How the format war has changed my purchasing habits.
To be succinct, I simply don’t (and won’t) buy as much as I did before. For the past few years I didn’t think too hard about buying the week’s more popular DVD release of the latest blockbuster (or near blockbuster). This is why my DVD collection sprang to over 400 titles! I didn’t always buy full retail on “new release Tuesday” if I found bargains of popular movies that had been on DVD for a few months already and retailers were anxious to thin their inventory, but the collection grew and represents quite a sizable chunk of change.
Last year I scaled back my DVD purchases considerably (like many others apparently) in part because of a dearth of titles that I wanted to archive into my collection, but more importantly I didn’t want to buy a movie I really liked on DVD only to be faced with the likelihood of buying it again on the winning HD disc format. So, I sat on the fence and kept my money in my pocket.
Now we have a winner in the HD disc format war which I happened to have bought into just before the scales tipped and wound up in the winning camp. Yet, now that all this is settled and the available Blu-Ray movie library is growing with all the new studio support, I’m not running into the store with my wallet full of cash eager to replace my DVD movie collection with any and all Blu-Ray versions.
First of all, the PS3 is a very good DVD upscaler and watching DVDs on the PS3 look better than my original standard DVD player. Second, Blu-Ray discs are, on average, about 75% more expensive than the DVD counterpart, however waiting a few weeks or months will see their price drop to around $15 much like regular DVDs that invariably fall into the $9.99 bin after their spotlight fades. Third, as much as I like my movies I don’t re-watch them enough to warrant the expense of such a huge collection. Fourth, some of the movies I have bought on DVD really show their age when re-watched a few years later. I remember watching Lethal Weapon again not too long ago (the first one, the one with Gary Busey before he went insane) and was distracted by the suitcase-sized Motorola mobile phone (remember those? Analog. Corded. Gigantic. Required a small generator to operate…) that Danny Glover used in one scene to make a call. Oof! That just ruined the mood.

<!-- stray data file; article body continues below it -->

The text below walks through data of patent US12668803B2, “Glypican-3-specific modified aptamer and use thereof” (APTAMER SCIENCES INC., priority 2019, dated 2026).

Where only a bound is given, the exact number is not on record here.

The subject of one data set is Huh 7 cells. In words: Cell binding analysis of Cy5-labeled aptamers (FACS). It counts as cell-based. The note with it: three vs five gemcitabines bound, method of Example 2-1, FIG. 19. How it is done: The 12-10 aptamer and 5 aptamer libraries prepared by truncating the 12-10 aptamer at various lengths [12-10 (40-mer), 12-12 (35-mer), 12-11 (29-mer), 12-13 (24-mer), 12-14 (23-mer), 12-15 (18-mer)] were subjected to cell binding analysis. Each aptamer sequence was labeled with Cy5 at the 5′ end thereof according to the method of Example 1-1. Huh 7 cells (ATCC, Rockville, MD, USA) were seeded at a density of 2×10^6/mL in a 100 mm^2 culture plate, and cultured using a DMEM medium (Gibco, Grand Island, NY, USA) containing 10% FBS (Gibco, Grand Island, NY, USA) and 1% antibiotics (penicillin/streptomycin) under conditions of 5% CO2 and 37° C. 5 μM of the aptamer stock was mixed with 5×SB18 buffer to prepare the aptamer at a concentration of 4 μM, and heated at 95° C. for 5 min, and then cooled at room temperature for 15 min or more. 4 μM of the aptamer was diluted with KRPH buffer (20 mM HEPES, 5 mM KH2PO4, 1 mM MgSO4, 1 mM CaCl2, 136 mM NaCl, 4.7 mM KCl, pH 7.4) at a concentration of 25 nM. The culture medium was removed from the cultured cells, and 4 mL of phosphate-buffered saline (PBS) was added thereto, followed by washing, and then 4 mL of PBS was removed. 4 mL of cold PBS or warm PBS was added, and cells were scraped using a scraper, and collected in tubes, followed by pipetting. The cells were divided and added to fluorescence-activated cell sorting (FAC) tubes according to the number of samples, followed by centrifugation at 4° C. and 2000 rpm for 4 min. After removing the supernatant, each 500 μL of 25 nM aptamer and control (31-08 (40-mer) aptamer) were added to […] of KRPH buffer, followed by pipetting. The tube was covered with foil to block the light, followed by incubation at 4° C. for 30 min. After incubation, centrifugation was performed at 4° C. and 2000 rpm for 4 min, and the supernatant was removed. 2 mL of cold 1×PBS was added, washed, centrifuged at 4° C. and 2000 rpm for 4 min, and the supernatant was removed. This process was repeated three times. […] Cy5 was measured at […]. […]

Therefore, this recent high definition disc format war (and memories of that ginormous mobile phone) has forced me to suspend my DVD-a-week habit, make me to take a good look at how I enjoy my hobby and left me with a criteria these new movies will have to meet before I buy them:
- Affordable – These disc are going from $30 new to $15 or $10 in a few weeks or a couple months (depending on popularity), so why buy new? This is for my video library, right?
- Very Good to Great – No more mediocre movies cluttering up my shelves and draining my wallet. If it doesn’t rock the house as a really good flick (as a minimum) then it’s not on my “buy” list.
- Longevity – Some movies are really good now, but really blow a few years down the road. Lethal Weapon is a case in point, the first couple of Batman movies also seemed good at the time, now pale in comparison to a really well written and acted Batman Begins. This will be a tough one.
- Re-playability – Much like video games I buy, I will need to see just how much I will want to see it again or if the message/story of the film is worth repeating.
A lot of the movies that will typically fall into my categories will be Science Fiction, Fantasy or period pieces. I do enjoy watching a movie in HD on my home theater, but now only the better ones will be making it onto my shelf. While some are adamant that digital downloads are just around the corner to make any disc format obsolete, I believe that the service providers will deploy their broadband networks so slowly and poorly that HD on optical discs will be around for quite some time to come – and I seem to be in good company.
For the movies I don’t buy? There’s always my Netflix queue.